Kyler Murray, Arizona Cardinals (ADP 101, QB11)
The rookie class for QB’s in 2018 was far from exciting, yet here we are watching Kyler Murray’s ranking among QB’s creep into the top 12 in mock drafts. In addition to the obstacles his size presents, he’s inheriting one of the leagues worst passing offenses, something that shouldn’t be overlooked.
I understand that Murray has the kind of improvisational skills that will get him points on the ground, but without having seen him play against NFL competition, there’s no way I’m investing in Murray as my starting QB in fantasy. This is the kind of pick that can really cost you down the stretch.
Patrick Mahomes, QB 1 – ADP 23
First, this isn’t a reflection on our belief that Patrick Mahomes is or isn’t a top 3 fantasy quarterback. What we are saying is that even if Tyreek Hill plays in 2019, it’s unlikely that Mahomes repeats the numbers he had last year. It’s just not sustainable. Considering that some of the leagues all time greats (Peyton Manning, Tom Brady, Drew Brees) regressed after historic seasons, it stands to reason that Mahomes will too. We still believe in him as a fantasy contributor, but the price required to get him (in many cases, a 2nd round pick) is just too steep for a player who’s poised to come back to the pack a little bit.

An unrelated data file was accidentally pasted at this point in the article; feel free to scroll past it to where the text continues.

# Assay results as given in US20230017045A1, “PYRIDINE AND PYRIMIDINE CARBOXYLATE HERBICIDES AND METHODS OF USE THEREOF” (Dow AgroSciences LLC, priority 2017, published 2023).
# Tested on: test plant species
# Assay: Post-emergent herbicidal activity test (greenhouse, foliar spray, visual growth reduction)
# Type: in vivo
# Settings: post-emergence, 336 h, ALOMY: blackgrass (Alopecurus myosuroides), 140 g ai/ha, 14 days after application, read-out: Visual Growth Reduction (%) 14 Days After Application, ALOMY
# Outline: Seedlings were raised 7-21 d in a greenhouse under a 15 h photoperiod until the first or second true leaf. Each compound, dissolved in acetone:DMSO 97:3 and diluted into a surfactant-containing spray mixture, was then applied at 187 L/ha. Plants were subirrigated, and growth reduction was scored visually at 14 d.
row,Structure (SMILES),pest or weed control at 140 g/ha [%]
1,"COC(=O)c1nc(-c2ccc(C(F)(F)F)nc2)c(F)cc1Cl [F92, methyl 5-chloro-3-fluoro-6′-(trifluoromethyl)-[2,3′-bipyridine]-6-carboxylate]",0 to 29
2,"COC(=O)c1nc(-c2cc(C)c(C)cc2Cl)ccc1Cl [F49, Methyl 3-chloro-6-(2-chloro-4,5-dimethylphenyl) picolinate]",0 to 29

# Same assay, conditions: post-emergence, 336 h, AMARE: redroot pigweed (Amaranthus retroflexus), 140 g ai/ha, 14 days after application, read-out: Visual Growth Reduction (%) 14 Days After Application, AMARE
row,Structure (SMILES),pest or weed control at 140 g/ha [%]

Drew Brees, QB 8 – ADP 96
For a time (notably during Mark Ingram’s 4 game suspension), it looked like Drew Brees would challenge for an MVP trophy in 2018, but as the season wore on, it became clear that the Saints were implementing a far more balanced offense, one that saw Brees post his fewest number of attempts (489) and yards (3,992) since he left San Diego in 2005. At 40 years old, and with a very capable backfield of Alvin Kamara and Latavius Murray, we don’t expect him to turn back the clock and throw 650 passes in 2019. He’ll still be a steady force, but the community hasn’t quite caught up to the regression considering he’s being drafted before Cam Newton and Jared Goff, both players I’d rather helm my offense this year than Brees.